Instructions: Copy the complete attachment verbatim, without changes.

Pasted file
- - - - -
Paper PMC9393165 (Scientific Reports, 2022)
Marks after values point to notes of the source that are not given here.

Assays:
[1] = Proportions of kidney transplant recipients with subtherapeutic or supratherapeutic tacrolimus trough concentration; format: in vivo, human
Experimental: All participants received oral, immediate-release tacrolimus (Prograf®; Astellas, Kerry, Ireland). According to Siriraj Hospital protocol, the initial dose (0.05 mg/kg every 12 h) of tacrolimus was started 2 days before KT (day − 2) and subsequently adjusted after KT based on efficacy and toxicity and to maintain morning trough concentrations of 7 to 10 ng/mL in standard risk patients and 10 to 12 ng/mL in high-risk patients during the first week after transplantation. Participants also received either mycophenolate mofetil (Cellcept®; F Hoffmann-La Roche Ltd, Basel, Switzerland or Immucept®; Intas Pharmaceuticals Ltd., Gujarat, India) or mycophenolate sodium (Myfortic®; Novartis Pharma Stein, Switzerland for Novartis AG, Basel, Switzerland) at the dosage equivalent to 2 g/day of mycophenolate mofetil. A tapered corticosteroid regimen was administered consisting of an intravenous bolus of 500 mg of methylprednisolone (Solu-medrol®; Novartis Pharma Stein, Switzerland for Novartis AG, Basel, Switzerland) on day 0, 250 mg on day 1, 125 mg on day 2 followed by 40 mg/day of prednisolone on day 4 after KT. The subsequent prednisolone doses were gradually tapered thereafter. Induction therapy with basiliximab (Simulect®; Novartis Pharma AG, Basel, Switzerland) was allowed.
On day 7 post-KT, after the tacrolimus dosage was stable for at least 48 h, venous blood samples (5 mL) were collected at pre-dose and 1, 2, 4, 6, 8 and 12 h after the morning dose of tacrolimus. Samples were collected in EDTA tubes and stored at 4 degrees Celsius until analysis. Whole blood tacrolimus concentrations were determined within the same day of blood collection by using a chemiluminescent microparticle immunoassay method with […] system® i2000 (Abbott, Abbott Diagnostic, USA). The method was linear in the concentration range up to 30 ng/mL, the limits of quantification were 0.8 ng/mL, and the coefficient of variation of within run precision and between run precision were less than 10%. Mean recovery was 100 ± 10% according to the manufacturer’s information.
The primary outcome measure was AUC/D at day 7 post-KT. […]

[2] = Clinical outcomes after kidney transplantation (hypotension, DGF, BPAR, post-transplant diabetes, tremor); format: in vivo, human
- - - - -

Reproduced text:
Paper PMC9393165 (Scientific Reports, 2022)
Marks after values point to notes of the source that are not given here.

Assays:
[1] = Proportions of kidney transplant recipients with subtherapeutic or supratherapeutic tacrolimus trough concentration; format: in vivo, human
Experimental: All participants received oral, immediate-release tacrolimus (Prograf®; Astellas, Kerry, Ireland). According to Siriraj Hospital protocol, the initial dose (0.05 mg/kg every 12 h) of tacrolimus was started 2 days before KT (day − 2) and subsequently adjusted after KT based on efficacy and toxicity and to maintain morning trough concentrations of 7 to 10 ng/mL in standard risk patients and 10 to 12 ng/mL in high-risk patients during the first week after transplantation. Participants also received either mycophenolate mofetil (Cellcept®; F Hoffmann-La Roche Ltd, Basel, Switzerland or Immucept®; Intas Pharmaceuticals Ltd., Gujarat, India) or mycophenolate sodium (Myfortic®; Novartis Pharma Stein, Switzerland for Novartis AG, Basel, Switzerland) at the dosage equivalent to 2 g/day of mycophenolate mofetil. A tapered corticosteroid regimen was administered consisting of an intravenous bolus of 500 mg of methylprednisolone (Solu-medrol®; Novartis Pharma Stein, Switzerland for Novartis AG, Basel, Switzerland) on day 0, 250 mg on day 1, 125 mg on day 2 followed by 40 mg/day of prednisolone on day 4 after KT. The subsequent prednisolone doses were gradually tapered thereafter. Induction therapy with basiliximab (Simulect®; Novartis Pharma AG, Basel, Switzerland) was allowed.
On day 7 post-KT, after the tacrolimus dosage was stable for at least 48 h, venous blood samples (5 mL) were collected at pre-dose and 1, 2, 4, 6, 8 and 12 h after the morning dose of tacrolimus. Samples were collected in EDTA tubes and stored at 4 degrees Celsius until analysis. Whole blood tacrolimus concentrations were determined within the same day of blood collection by using a chemiluminescent microparticle immunoassay method with […] system® i2000 (Abbott, Abbott Diagnostic, USA). The method was linear in the concentration range up to 30 ng/mL, the limits of quantification were 0.8 ng/mL, and the coefficient of variation of within run precision and between run precision were less than 10%. Mean recovery was 100 ± 10% according to the manufacturer’s information.
The primary outcome measure was AUC/D at day 7 post-KT. […]

[2] = Clinical outcomes after kidney transplantation (hypotension, DGF, BPAR, post-transplant diabetes, tremor); format: in vivo, human